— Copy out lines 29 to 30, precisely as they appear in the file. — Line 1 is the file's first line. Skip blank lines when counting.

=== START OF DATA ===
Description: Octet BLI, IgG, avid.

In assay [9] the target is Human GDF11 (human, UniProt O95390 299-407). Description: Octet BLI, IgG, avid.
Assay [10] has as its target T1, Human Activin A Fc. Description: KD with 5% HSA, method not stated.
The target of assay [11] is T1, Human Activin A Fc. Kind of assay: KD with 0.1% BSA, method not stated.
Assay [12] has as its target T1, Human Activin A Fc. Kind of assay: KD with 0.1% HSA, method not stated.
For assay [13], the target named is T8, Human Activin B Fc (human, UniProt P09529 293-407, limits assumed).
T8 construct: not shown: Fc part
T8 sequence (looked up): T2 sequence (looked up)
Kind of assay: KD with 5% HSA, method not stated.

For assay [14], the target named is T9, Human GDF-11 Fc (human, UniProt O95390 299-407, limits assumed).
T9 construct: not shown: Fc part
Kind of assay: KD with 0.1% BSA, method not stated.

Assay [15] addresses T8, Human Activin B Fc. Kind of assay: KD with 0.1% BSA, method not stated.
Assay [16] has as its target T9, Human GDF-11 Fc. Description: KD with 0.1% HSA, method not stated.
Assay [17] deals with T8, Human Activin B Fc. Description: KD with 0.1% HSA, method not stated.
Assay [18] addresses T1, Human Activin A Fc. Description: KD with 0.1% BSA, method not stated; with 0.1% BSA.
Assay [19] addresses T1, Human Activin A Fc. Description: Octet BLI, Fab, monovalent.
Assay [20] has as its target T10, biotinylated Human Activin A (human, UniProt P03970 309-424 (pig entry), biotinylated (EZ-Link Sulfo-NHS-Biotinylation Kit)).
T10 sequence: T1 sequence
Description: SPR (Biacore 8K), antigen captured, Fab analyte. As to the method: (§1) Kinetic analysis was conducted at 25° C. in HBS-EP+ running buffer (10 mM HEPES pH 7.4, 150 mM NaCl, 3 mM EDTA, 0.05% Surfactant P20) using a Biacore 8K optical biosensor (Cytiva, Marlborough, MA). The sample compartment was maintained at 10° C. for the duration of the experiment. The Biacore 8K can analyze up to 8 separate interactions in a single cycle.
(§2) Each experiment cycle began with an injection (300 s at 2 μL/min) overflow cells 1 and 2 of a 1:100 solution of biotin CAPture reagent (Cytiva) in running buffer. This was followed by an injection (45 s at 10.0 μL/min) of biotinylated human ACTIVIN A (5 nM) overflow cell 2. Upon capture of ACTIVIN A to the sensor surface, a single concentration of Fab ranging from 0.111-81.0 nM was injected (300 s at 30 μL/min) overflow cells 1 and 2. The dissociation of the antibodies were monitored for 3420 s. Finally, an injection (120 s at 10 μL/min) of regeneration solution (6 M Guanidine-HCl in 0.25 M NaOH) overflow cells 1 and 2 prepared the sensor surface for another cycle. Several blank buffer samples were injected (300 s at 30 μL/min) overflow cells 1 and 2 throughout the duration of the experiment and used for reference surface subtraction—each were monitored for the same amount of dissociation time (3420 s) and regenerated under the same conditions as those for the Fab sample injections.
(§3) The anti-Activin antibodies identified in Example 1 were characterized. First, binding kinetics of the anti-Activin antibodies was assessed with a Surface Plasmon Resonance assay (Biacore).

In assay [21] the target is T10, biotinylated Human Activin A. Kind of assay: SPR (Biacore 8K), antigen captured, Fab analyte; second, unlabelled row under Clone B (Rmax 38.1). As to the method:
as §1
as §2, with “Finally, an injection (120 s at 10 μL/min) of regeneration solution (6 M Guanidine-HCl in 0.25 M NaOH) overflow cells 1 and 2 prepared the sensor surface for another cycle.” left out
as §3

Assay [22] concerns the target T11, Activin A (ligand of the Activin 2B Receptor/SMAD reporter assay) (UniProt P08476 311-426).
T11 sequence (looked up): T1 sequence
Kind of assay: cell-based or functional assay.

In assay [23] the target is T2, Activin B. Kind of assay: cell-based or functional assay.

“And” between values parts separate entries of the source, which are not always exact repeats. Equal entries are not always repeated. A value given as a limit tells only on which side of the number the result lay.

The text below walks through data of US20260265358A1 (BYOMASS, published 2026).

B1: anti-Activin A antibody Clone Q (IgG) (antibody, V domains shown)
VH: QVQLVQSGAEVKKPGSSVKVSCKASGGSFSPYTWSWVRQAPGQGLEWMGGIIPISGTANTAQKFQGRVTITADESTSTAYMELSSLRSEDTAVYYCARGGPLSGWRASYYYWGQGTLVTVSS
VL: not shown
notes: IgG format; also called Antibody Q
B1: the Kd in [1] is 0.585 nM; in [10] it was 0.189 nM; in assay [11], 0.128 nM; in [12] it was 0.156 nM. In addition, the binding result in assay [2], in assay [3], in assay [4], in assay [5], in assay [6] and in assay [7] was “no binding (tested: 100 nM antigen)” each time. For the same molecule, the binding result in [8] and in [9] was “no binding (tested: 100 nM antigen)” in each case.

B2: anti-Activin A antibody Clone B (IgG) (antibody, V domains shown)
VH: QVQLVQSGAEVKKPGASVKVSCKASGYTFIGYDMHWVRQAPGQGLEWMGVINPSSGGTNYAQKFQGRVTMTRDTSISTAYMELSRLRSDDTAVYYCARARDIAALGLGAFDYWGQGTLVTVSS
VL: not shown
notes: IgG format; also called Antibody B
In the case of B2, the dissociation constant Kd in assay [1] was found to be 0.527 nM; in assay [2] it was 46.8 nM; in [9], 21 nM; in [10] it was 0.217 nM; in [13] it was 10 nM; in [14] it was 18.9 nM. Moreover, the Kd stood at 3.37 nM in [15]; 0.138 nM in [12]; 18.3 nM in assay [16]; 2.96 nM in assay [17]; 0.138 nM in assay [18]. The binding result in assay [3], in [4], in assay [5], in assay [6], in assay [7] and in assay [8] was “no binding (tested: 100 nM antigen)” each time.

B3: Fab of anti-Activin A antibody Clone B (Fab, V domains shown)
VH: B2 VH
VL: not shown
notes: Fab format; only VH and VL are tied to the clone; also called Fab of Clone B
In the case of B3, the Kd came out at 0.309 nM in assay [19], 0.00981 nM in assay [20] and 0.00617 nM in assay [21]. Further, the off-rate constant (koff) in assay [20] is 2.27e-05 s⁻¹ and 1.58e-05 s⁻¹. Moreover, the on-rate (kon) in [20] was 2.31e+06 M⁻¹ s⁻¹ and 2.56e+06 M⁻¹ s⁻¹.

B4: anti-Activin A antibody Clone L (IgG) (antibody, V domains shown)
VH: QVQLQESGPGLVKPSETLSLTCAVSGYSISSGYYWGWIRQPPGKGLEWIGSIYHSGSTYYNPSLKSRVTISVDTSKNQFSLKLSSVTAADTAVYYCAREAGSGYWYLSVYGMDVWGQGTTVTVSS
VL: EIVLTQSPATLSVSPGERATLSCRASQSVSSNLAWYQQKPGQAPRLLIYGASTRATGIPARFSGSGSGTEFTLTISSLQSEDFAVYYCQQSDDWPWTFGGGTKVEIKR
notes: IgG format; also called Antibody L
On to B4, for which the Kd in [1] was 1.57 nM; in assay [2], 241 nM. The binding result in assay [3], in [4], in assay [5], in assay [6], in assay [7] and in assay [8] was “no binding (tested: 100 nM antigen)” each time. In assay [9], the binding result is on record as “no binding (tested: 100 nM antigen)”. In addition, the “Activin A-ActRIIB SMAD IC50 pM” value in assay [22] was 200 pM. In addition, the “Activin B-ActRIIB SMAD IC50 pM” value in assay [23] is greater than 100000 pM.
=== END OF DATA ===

Kind of assay: cell-based or functional assay.

In assay [23] the target is T2, Activin B. Kind of assay: cell-based or functional assay.